But the winning strategy was to introduce the layered model: a series of functions that operate together to form a consistent interface, while masking their internal complexity. Different layers rest on top of each other like the floors of a building. To understand how a layered system works, imagine a factory in which the ground floor contains raw materials and energy generators, the first floor the processing plant, the second floor the assembly line, and the third floor the packaging and shipping line. Each layer relies on the services and the products of the layers below but doesn't need to know how things are done there. Once a layer has done its job, it delivers its work products one floor upward, until the end product pops off the top.

In a layered system, the complexity of the products increases from the bottom up or, if we imagine it as a series of concentric spheres, from the kernel outward (ever heard of a Linux kernel?). But within each layer, the complexity remains manageable, because each layer is protected from having to deal with the details of the layers on which it relies.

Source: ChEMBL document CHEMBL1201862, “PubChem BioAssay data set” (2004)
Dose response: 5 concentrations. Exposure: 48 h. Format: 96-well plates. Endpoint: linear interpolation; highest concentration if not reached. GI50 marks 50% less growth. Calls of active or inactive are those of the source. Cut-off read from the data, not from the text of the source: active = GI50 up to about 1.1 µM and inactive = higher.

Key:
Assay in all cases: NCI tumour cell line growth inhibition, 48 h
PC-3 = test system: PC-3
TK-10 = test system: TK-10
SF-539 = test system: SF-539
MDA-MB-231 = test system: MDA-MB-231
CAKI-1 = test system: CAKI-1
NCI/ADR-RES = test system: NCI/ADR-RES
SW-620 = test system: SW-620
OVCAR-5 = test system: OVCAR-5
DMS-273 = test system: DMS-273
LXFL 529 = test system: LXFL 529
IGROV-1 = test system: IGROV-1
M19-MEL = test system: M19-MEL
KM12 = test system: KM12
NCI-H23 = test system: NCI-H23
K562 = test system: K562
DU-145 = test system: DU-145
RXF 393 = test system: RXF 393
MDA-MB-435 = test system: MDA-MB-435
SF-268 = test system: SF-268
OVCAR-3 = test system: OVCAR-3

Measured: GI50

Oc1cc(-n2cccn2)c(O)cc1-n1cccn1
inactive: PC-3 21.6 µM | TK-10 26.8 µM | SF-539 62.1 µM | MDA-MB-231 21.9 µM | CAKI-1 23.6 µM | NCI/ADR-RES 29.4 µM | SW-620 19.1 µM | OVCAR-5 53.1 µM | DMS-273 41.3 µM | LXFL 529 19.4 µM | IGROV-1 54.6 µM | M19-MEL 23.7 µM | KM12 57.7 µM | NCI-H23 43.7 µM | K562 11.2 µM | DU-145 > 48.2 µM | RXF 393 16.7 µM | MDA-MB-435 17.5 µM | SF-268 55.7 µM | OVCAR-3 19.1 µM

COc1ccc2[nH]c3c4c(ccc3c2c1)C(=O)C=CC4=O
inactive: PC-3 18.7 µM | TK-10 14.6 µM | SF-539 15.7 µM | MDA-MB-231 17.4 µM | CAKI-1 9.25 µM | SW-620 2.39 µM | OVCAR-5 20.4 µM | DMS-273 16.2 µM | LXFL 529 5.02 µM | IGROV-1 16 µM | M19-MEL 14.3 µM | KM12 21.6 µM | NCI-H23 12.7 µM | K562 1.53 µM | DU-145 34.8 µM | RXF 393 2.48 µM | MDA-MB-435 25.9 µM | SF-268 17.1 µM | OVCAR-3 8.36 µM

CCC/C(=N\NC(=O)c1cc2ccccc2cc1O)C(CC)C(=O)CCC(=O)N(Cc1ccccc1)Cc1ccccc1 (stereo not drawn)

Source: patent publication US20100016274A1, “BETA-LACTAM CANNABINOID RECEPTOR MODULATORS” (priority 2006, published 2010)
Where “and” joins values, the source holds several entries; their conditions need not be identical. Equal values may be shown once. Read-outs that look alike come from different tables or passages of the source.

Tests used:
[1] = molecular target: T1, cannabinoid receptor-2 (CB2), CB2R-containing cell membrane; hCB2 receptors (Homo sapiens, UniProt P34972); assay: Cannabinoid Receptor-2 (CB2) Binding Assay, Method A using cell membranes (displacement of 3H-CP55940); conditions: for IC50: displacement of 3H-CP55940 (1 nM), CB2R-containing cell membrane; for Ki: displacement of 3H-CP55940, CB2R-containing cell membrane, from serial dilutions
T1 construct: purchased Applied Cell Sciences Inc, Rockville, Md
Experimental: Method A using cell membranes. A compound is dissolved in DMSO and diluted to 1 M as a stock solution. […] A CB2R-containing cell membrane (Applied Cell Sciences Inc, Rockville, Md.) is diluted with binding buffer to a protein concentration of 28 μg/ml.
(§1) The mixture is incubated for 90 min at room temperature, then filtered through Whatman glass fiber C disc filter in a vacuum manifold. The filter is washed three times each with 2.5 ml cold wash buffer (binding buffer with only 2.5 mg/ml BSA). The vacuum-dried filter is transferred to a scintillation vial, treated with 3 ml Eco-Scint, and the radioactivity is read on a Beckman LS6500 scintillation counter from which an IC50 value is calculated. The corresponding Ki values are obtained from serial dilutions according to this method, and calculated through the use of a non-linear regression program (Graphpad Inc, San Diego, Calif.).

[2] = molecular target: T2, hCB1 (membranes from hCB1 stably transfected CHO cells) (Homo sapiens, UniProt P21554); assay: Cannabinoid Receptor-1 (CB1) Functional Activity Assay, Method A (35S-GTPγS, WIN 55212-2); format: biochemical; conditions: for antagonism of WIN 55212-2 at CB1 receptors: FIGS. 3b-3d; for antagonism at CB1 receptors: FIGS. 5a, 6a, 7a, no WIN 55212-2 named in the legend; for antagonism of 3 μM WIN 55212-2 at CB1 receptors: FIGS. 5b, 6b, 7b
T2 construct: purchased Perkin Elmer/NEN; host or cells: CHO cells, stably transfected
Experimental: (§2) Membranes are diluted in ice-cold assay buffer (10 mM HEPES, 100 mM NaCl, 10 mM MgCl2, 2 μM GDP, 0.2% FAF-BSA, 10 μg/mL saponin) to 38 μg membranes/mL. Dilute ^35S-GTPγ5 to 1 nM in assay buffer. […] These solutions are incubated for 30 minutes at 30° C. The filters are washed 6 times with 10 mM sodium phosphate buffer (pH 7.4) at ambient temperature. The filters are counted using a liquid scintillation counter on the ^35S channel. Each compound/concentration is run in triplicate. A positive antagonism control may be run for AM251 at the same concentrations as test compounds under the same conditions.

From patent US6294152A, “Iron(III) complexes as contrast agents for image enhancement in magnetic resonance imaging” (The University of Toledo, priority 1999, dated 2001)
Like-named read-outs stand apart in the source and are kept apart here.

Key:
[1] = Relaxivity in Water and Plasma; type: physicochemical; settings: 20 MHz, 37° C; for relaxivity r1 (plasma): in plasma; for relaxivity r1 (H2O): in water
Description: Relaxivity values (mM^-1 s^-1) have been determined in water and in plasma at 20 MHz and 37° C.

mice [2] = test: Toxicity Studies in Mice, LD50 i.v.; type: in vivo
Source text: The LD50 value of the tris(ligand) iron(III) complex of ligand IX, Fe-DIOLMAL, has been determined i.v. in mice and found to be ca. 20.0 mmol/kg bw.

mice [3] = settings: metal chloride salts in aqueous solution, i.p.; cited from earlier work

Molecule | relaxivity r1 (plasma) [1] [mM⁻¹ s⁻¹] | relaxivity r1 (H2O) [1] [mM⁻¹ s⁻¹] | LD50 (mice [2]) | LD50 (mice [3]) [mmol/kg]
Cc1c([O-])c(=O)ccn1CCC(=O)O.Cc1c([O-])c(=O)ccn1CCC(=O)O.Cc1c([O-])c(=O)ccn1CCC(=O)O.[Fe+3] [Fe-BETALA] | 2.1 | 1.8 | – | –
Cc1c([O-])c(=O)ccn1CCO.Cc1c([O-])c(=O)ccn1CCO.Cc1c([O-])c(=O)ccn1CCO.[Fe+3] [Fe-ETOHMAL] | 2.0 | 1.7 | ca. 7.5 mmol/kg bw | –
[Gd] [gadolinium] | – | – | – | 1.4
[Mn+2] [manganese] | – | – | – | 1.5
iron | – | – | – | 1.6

This idea of encapsulating functionality is natural for us humans. We don't need to know how cars or microwave ovens work in order to use them. OO technology makes it natural for computer software as well.

OO basic Components
I have already introduced the concept of object as a material thing of which we are aware. With this definition, an object can be a single atom or the entire universe, depending on what we are focussing on. In other words, there is a containment hierarchy of objects, where the largest and more complex ones consist of simpler and smaller object. For example, the object "aCar" contains four wheel objects, one engine object, three seat objects, etc. And each one of these objects is itself an assembly of other objects, and so on down to atoms, particles, quarks... To be able to communicate, we focus on individual objects and take it from there.